Nehemiah 3-4 B

These chapters demonstrate some of the best teamwork examples ever. Everyone has a job in front of them, and next to them is a fellow man also working hard. They’re all linked. When things grow more complicated by encroaching enemies, they continue to work as a team.

“At whatever place you hear the sound of the trumpet, rally to us there. Our God will fight for us.” (4:20‬)

This reminds me of something Camp Tadmor would make its staff do every summer during training. Knowing that when campers arrived, we’d all be in different roles, spinning different plates (ie. Counseling, emceeing, activity facilitating, cooking, chopping firewood, etc.) we would do one major team building project–as a whole, all 60-80 of us–to drive home the fact that we will still be one team all summer.

These tasks were massive. Usually it involved moving something outlandishly large. I hated them. It was usually an entire day of pain, sweat, frustration and sometimes allergies (thanks, June in Linn County: grass seed capital of the world).

Carly and I would link up at the beginning of the day to make our obligatory “if I die during this exercise make sure they know my dying wish is for camp to stop doing these” vow.

However much I hated them, it was always amazing to see what could be accomplished when 70-ish people worked feverishly together.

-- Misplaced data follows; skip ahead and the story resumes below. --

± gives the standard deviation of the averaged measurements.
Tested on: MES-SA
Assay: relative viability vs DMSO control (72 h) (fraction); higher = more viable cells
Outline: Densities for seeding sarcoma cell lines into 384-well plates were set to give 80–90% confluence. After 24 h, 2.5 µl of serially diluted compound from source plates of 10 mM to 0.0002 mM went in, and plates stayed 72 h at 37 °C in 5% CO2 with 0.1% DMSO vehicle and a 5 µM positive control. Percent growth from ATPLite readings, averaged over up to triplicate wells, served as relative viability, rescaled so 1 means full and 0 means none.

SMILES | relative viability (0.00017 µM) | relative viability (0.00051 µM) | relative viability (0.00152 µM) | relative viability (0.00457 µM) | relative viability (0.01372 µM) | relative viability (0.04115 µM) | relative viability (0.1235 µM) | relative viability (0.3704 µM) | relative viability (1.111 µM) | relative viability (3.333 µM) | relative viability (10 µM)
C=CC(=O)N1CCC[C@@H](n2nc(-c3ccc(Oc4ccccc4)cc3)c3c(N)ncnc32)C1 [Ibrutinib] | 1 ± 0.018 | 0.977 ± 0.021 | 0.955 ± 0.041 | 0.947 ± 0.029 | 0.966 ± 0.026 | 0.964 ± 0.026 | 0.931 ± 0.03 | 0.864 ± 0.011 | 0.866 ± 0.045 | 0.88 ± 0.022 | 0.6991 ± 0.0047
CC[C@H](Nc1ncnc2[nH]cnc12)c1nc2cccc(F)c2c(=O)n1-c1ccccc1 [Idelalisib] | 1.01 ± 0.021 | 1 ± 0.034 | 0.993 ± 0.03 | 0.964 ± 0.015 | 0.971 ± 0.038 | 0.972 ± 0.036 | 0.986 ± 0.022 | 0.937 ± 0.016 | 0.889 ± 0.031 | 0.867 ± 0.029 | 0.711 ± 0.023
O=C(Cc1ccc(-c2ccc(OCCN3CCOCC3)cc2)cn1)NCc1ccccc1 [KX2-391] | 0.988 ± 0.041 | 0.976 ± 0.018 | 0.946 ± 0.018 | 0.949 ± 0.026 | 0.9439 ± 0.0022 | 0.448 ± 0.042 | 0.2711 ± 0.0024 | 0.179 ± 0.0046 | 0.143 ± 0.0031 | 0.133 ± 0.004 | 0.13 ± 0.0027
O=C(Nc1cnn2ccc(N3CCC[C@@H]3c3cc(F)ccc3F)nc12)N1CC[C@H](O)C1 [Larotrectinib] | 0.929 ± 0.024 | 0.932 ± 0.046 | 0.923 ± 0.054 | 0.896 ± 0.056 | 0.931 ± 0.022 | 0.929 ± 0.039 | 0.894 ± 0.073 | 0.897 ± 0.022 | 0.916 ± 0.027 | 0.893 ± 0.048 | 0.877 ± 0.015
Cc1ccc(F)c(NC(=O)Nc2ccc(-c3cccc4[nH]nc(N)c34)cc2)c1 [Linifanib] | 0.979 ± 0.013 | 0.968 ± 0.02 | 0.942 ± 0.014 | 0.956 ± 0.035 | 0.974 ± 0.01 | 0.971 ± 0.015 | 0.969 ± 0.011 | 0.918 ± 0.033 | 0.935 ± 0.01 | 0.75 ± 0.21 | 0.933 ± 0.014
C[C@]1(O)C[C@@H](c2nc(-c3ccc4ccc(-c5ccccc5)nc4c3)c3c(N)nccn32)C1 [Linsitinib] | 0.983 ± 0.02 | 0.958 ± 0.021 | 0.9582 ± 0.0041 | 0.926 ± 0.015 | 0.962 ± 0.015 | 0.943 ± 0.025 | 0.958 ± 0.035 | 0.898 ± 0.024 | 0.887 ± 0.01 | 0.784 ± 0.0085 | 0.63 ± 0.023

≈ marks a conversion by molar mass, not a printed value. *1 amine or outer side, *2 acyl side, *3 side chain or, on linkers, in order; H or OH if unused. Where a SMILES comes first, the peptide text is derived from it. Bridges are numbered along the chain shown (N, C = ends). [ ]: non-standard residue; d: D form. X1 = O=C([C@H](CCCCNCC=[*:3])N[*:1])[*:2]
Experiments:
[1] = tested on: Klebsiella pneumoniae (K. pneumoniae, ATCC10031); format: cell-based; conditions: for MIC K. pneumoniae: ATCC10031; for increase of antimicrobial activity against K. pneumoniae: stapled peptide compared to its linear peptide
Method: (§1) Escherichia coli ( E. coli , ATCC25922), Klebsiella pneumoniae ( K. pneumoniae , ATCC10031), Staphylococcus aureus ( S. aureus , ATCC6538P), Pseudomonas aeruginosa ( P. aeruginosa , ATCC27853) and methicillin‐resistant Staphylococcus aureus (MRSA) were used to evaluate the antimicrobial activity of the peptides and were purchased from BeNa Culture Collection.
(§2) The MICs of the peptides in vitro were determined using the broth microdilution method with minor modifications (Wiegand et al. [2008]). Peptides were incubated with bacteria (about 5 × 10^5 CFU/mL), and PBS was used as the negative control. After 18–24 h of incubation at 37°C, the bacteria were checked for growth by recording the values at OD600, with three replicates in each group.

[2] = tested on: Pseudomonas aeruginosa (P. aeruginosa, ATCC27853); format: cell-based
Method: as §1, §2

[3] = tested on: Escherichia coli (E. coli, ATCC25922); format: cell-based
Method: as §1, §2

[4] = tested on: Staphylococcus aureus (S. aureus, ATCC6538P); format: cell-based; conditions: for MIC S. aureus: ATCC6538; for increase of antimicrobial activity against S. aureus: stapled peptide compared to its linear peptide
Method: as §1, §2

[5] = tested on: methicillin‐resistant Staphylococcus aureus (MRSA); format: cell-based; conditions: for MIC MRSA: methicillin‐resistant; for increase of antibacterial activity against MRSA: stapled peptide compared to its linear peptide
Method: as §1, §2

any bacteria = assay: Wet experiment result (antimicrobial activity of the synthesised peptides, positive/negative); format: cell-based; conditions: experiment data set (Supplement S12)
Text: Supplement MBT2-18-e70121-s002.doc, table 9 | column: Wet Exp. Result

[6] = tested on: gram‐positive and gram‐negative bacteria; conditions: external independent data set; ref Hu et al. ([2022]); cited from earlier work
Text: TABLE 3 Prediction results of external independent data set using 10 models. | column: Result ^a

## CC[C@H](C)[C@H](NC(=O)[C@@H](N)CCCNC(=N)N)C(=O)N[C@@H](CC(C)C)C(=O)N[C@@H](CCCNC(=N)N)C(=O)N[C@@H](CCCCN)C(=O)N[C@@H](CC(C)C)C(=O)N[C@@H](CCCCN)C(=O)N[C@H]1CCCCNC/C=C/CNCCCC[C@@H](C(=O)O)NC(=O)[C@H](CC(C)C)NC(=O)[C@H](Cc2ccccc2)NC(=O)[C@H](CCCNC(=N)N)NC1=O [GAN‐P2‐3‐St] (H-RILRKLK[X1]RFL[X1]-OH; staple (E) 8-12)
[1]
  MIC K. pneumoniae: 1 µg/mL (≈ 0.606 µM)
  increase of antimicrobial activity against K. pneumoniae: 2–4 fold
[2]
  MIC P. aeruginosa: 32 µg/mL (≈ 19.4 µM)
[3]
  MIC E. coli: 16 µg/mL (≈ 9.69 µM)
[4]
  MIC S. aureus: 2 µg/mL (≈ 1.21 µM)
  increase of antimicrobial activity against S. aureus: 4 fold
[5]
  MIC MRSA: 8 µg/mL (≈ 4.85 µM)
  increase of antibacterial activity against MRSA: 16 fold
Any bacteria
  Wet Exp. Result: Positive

This moment in Israel’s history would have sucked to live through, but it also would have been amazing to witness. Everyone working together in United purpose, focused on their section, but rallying to each other in times of need. Very cool. Even more epic, because they were all working with one hand, the other employed to carry a weapon.

While we might not be in seasons of life that require a lot of obvious teamwork, we can all improve the situations around us by being a team player.

What can we be doing for Team Humanity? Bringing a meal to a friend in a tough time? Recycling or walking to work? Volunteering in the community? Educating yourself and opening up to see things from the perspective of a neighbor?

What can you do for Team Family? The dishes? Put down your phone to play a game?

Getting out of our own heads and looking to the interests of others is one of the healthiest things we can do, both individually and communally. Maybe that’s why the Bible is such a broken record about it.

What will it look like for you today?

-Bethany

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